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Windows XP OS is really quite a crock

On the Mohney It's all so beautiful at the end of the sepia rainbow
Tue Apr 10 2007, 21:53
IT'S AMAZING that Microsoft built-in a disk defragger into Windows XP, but it didn't get around to building an operating system defragger.

After a while, XP starts to get slow as programs accumulate and finally you're left wondering why it takes a couple of minutes to boot up, with other times watching the hard disk start thrashing around as it swaps between processes.

I suppose I could attribute this to a Grand Conspiracy with hardware companies whereby your machine gets slow, you buy upgrades, and you ultimately buy a new machine. Alternatively, Microsoft was so busy trying to build and fix Vista that it thought an OS-type defragger (i.e. Get rid of the old stuff, make things faster) was a waste.

I'm disinclined to believe the latter case, since Microsoft's idea of speeding up Vista is to store the core boot processes and frequently accessed files in flash memory rather than on hard drive About the closest thing you get in Vista to a system defrag is a "Resource Exhaustion Prevention" feature, where Vista is nice enough to warn you when resources are low and identifies which processes are consuming the largest amounts of resources.

Instead, we mere mortals are left with opening the hood and poking around with a screwdriver to see what might improve performance.

A stroll through XP's Windows Task Manager is quite instructive when you sort things out by CPU and memory usage from high to low. I'm amazed at the number of companies/programmers that assumed it's OK to load there processes into RAM for faster loading - even if the program hasn't been run yet. Evil-doers on my list include Adobe's acrotray.exe, and a pair of iTunes processes. I'd also love to know why F-Secure's fssm32.exe wants to suck between 105 to 96 MB of RAM while in idle, but I suspect that's a story for another day.

My first step to cleaning house is an old favourite, going to Control Panel and "Add or Remove Programs." I start deleting off things I haven't used in a while (Or never - there's so much crap that gets loaded on a spanking new PC it's almost obscene because it's not porn). The "Add/Remove Windows Components" piece is a one-shot deal, but it's always worth checking to free up some disk space.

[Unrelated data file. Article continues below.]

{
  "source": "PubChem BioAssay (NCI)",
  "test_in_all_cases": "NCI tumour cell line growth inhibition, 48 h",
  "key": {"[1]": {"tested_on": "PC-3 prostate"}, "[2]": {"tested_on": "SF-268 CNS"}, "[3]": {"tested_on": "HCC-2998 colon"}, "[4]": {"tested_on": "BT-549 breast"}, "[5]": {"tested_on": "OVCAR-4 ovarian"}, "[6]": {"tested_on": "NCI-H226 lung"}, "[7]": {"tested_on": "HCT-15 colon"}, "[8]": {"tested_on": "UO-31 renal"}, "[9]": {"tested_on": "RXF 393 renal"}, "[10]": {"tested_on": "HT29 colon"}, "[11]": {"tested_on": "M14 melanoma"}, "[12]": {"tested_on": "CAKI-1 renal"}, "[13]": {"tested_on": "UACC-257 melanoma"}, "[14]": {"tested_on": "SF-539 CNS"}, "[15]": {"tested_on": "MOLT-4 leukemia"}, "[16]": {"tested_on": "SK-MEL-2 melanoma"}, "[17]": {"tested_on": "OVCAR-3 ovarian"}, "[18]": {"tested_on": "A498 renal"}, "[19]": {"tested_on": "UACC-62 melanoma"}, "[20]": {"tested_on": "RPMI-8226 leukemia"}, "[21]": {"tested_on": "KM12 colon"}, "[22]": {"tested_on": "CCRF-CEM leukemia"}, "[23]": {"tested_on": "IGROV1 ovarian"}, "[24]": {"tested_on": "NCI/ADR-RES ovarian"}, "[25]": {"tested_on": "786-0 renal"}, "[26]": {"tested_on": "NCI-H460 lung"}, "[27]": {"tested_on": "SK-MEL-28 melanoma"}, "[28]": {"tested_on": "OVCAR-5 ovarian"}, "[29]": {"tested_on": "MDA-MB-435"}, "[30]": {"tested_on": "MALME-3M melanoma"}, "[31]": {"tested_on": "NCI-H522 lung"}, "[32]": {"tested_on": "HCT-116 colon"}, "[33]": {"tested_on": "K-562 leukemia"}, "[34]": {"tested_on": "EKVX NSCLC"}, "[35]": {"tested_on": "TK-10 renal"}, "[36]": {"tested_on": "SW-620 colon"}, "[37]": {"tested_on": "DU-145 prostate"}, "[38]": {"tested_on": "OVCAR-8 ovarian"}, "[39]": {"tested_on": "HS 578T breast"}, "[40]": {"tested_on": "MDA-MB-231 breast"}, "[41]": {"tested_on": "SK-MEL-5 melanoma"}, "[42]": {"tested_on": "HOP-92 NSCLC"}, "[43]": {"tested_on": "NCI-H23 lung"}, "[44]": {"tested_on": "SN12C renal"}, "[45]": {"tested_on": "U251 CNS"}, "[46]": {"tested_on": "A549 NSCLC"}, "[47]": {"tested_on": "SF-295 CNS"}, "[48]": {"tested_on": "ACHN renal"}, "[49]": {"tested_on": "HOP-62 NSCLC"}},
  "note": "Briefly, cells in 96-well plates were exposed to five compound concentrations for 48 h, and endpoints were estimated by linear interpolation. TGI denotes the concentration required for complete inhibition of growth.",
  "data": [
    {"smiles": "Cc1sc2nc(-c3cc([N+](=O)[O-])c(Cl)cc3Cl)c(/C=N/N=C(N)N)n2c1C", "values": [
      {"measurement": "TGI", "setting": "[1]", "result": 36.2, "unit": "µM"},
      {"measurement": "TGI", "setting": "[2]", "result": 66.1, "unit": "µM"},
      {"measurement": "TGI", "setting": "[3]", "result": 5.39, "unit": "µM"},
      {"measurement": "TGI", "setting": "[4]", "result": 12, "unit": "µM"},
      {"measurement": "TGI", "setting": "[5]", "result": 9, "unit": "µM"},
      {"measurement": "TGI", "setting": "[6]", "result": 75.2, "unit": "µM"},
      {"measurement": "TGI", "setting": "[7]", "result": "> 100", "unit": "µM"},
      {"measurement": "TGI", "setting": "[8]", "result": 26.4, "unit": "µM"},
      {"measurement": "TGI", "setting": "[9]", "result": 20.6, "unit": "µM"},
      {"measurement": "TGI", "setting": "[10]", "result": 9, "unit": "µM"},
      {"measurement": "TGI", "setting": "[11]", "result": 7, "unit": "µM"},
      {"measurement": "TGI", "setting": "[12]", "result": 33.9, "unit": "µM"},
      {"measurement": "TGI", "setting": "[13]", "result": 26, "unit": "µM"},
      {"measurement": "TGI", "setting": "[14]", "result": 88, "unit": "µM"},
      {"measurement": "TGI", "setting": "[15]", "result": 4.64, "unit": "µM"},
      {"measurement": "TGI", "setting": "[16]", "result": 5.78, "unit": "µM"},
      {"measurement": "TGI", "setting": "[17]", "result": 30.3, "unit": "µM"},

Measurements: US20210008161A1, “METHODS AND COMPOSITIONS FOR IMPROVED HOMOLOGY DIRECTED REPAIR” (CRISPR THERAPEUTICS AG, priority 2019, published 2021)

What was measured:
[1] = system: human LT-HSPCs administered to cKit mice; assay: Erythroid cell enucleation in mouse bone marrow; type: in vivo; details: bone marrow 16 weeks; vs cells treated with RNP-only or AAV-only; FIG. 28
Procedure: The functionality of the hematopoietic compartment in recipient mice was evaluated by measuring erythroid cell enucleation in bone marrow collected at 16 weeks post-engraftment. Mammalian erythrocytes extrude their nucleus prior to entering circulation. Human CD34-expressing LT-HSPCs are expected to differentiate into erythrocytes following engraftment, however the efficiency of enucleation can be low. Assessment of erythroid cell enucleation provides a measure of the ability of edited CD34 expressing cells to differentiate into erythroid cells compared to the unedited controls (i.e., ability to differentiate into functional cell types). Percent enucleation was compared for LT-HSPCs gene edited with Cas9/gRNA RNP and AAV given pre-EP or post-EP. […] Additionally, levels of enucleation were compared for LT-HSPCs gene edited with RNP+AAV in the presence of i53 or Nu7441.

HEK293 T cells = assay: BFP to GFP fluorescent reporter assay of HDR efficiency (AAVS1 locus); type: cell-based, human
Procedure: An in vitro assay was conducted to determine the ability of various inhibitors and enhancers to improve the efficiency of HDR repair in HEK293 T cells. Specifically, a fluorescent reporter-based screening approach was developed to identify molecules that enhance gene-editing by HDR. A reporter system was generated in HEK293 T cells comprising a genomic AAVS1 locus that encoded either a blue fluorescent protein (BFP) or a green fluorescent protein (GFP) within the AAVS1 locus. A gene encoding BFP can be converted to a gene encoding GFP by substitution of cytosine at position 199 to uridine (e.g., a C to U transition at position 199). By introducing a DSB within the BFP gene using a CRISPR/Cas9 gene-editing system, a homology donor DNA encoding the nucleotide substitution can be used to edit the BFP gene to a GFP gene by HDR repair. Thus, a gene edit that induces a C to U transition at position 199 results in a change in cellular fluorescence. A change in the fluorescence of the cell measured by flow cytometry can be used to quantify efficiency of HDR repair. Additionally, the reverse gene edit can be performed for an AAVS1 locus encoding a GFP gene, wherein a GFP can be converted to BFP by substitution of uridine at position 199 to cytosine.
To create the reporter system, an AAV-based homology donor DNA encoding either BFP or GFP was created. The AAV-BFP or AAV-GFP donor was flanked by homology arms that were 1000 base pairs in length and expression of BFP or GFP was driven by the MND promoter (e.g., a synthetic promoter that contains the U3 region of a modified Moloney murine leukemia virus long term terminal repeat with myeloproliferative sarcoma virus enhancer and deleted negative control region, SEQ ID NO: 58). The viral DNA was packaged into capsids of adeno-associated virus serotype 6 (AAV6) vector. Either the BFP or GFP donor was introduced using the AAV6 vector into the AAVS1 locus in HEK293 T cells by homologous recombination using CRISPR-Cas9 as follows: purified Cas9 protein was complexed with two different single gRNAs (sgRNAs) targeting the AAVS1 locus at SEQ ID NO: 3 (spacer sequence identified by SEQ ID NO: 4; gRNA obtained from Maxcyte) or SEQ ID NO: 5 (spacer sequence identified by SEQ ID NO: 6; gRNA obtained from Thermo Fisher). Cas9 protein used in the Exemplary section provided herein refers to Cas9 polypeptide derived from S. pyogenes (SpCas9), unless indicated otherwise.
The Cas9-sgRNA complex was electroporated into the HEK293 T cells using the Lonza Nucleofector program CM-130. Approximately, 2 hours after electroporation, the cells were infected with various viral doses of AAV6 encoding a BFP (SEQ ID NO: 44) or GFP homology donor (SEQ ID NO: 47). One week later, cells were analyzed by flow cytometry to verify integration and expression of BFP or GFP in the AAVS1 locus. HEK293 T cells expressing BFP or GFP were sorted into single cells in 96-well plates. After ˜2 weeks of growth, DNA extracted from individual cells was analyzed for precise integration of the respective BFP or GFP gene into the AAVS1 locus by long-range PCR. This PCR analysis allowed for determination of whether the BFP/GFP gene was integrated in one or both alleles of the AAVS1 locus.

After the obvious has been removed, it's time for some third-party tools. I grabbed UniBlue's (www.uniblue.com) PowerSuite on sale for $59.00 and ran the trio of SpyEraser to clean out spyware, SpeedUpMyPC to scrounge up RAM, delete various junk and temporary files, and remove some start up items, then run RegistryBooster to clean out all the left over and broken entries in the registry files from removing programs. RegistryBooster can be annoying; because it has one process to cleanup the registry of old and damaged entries and another process to "defrag" the registry. Both request/require reboot after execution.

To polish things off for this round, I use WinPatrol (www.winpatrol.com) to browse through my startup programs to see what I else I can strip out of the startup routine (alas, for the days of Autoexec.bat). Basic WinPatrol, complete with Scottie Doggie icon and when it starts, is a freebie downloads. I may shell out the $29.95 for WinPatrol PLUS in order to get single-click reference help on the different files stuck in Startup and various REGISTRY entries.

Are there better ways to clean up and speed up a Windows XP? Sure, there are plenty of different techniques and options, but if Microsoft had some smarts, they'd build a lean-and-mean Vista (since XP is now "legacy") for laptops and desktops without all the assorted crap that they've built in over the years. µ

 

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